New Judge Assigned in New York
The ChromaDex-Elysium federal litigation in the Southern District of New York has been transferred to a new judge. Now Chief Judge Colleen McMahon will preside over the case instead of Judge Valerie Caproni. You can read the notice of reassignment here:
This move is almost certainly just the SDNY balancing its resources, and has nothing to do with the substance of the case.
We kind of liked Judge Caproni, because she was previously counsel for the FBI, and there's something in the flavor of this case that makes the involvement of law enforcement just feel right.
However, Chief Judge McMahon has been a federal judge in New York for 20 years, so our matter appears to be in competent hands.
I have been assuming that Judge Caproni was waiting on the FDA before resolving the motions. Whether or not that was true, Judge McMahon may decide to move more quickly. The notice says,
The judge is aware that there are pending fully briefed motions. Please deliver one courtesy copy of the brief and any exhibits filed in support of or in opposition to the motion to Judge Chief Judge McMahon's chambers, 2550, at 500 Pearl Street. Chief Judge McMahon will notify counsel if oral argument is needed.
This notice is the first docketed item in four long months, so anyone would be forgiven if they forgot what the parties were asserting in this court:
Elysium claims that ChromaDex filed its citizen petition with the FDA for an improper purpose. ChromaDex moves to dismiss Elysium's complaint on First Amendment grounds (that ChromaDex has a "Noerr-Pennington" right to petition the FDA).
ChromaDex claims that Elysium engaged in a "nefariously conceived plan" to...I'll just quote the complaint:
Elysium’s pattern of behavior with respect to ChromaDex reflects a nefariously conceived plan to damage and/or steal ChromaDex’s NR, reputation, employees, goodwill, and stature in the industry, as well as its customer opportunities. Elysium’s marketing falsely “borrows” ChromaDex’s research and regulatory achievements to endorse Elysium’s new product, and Elysium has maliciously targeted ChromaDex, its employees, and its commercial relationships by disseminating falsehoods about ChromaDex and refusing to pay for large orders – all with the intent of undermining ChromaDex’s viability and ability to compete. On information and belief, Elysium falsely disseminated untrue information to investors about ChromaDex’s financial health to further interfere with ChromaDex’s ability to raise money and defend itself against Elysium’s multi-front litigation and deceptive advertising war. And, on further information and belief, Elysium and/or its agents are associated with or responsible for stock “short attacks” intended to drive the share value of ChromaDex down, making it a more accessible take-over target.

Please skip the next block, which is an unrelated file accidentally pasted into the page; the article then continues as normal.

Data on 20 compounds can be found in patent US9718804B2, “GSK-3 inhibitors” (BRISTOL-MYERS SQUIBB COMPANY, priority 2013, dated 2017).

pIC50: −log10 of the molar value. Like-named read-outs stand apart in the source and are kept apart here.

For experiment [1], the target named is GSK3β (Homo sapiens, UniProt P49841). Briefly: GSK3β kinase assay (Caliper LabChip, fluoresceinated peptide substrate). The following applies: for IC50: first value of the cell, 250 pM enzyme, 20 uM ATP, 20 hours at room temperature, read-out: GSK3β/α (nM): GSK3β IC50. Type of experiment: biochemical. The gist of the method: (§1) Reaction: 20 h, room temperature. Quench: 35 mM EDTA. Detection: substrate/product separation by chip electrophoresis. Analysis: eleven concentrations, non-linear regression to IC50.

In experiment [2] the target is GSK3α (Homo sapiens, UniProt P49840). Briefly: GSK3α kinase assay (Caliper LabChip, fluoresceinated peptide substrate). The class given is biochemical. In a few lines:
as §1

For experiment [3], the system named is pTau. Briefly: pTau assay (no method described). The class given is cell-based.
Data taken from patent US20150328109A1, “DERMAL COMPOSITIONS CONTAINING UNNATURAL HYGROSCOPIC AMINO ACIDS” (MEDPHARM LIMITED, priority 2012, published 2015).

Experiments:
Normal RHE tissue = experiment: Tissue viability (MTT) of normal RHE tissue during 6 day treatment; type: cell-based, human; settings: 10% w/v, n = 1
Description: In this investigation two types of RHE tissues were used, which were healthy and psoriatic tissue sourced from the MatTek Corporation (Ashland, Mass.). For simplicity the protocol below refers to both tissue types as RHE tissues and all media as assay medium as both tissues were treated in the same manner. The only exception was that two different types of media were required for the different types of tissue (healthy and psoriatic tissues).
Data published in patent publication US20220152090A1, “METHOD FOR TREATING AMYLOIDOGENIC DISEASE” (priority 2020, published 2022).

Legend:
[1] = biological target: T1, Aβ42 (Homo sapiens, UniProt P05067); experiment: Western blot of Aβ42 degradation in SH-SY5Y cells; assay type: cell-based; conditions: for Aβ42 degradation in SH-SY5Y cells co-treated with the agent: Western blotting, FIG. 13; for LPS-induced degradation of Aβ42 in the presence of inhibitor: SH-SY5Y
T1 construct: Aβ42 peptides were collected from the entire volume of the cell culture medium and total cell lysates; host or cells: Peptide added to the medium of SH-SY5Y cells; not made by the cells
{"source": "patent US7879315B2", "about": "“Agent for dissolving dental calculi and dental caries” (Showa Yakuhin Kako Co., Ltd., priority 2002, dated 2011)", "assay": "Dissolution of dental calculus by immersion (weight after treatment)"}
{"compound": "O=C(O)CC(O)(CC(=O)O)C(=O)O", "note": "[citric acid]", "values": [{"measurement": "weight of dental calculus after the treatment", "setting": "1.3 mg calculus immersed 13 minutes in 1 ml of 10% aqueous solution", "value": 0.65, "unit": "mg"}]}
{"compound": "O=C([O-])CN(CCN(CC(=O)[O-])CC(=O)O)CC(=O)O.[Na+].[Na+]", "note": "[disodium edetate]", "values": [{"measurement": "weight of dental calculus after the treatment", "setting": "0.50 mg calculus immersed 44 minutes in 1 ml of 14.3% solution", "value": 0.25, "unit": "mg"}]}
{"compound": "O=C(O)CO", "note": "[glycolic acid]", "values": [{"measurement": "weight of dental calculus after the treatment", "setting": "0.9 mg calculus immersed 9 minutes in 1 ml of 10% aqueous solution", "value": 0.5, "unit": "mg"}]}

My previous prediction was that Elysium's complaint would be entirely dismissed, and that at least one of ChromaDex's claims would survive dismissal.
I now also predict that Judge McMahon will attempt to rule on the motions without waiting for the FDA to act -- although, who knows, maybe the FDA will act tomorrow, or issue a second "interim response" once again falsely claiming that the petition is under "active review" by staff.
I say "falsely claiming" because I don't think the issues in ChromaDex's petition are so complicated that they could bear months of "active review."
However, if the FDA is telling the truth, and ChromaDex's petition is in fact the subject of months of "active review," then BY DEFINITION and ipso facto the FDA is not incapable of acting on the petition, and ChromaDex's Noerr-Pennington defense succeeds. Only if the FDA dismissed the petition out-of-hand could Elysium have any cause of action based on the petition.
With any luck, we won't get another four months of utter silence from the SDNY.